Reid Industrial Graphic Products assists their customers in choosing from multiple plastic moulding processes to fit their budget, expertise and resources.
Plastics are moulded into various forms and hardened for commercial use. Plastic moulded products are made using various moulding processes including injection moulding, blow moulding, compression moulding, film insert moulding, gas injection moulding, rotational moulding, structural foam moulding and thermoforming.
Commonly used in mass production or prototyping of products, injection moulding involves forcing melted plastic into a mould cavity, which once cooled can be removed. Injection moulding equipment is used to mass produce toys, kitchen utensils, bottle caps and cell phone stands among others.
Similar to injection moulding, blow moulding involves pouring hot liquid plastic out of a barrel vertically into a molten tube. The mould closes on it and forces it outward to conform to the inside shape of the mould. Once cooled, the hollow part is formed.
Bottles, tubes and containers are typically made using the blow moulding process.
Hard plastic is pressed between two heated mould halves, and the parts formed are air-cooled. Compression mouldings usually use vertical presses instead of horizontal presses.
Film insert moulding
This plastic moulding technique embeds an image beneath the surface of a moulded part while a material similar to film/ fabric is inserted into a mould, following which plastic is injected.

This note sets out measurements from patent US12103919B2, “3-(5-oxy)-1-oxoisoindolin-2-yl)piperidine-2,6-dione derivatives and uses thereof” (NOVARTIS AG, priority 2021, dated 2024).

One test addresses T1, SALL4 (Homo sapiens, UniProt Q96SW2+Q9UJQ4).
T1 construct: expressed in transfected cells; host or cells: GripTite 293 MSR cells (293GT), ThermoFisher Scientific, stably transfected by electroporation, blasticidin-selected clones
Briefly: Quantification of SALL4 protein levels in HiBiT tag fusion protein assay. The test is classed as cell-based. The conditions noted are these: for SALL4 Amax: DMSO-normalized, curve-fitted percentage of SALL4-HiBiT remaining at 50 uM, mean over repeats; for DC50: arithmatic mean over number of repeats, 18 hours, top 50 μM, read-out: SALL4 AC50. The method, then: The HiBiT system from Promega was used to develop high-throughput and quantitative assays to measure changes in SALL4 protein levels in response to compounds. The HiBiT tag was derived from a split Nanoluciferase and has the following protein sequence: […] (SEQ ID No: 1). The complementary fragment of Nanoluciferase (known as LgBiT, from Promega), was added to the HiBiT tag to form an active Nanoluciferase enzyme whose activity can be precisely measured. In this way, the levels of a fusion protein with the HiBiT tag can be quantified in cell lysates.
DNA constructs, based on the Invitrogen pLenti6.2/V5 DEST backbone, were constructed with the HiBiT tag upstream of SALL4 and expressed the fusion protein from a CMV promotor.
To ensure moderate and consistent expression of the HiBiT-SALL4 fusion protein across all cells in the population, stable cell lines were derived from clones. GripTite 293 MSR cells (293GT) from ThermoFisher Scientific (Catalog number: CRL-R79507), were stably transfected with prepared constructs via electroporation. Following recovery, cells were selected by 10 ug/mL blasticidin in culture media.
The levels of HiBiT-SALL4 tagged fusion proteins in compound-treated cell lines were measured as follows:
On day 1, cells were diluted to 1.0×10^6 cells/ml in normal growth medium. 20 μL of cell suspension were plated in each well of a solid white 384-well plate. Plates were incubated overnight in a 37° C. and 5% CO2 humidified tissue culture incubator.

Gas injection moulding
Used to create plastic parts with hollow interiors, partial shot of plastic is followed by high-pressure gas to fill the mould cavity with plastic.
Hollow moulds packed with powdered plastic are secured to pipe-like spokes that extend from a central hub with the moulds rotating on separate axes simultaneously.
The hub swings the whole mould to a closed furnace room causing the powder to melt and stick to the insides of the tools. As the moulds turn slowly, the tools move into a cooling room where a water spray causes the plastic to harden into a hollow part.
Structural foam moulding
Usually used for parts that require thicker walls than standard injection moulding, structural foam moulding involves inserting a small amount of nitrogen or chemical blow agent into the plastic material to make the walls thicker.
Foaming happens as the melted plastic material enters the mould cavity and a thin plastic skin forms and solidifies in the mould wall.
This plastic moulding process involves sheets of pre-extruded rigid plastics horizontally heated and sucked down into hollow one-piece tools. When the hot plastic solidifies, its shape conforms to that of the mould.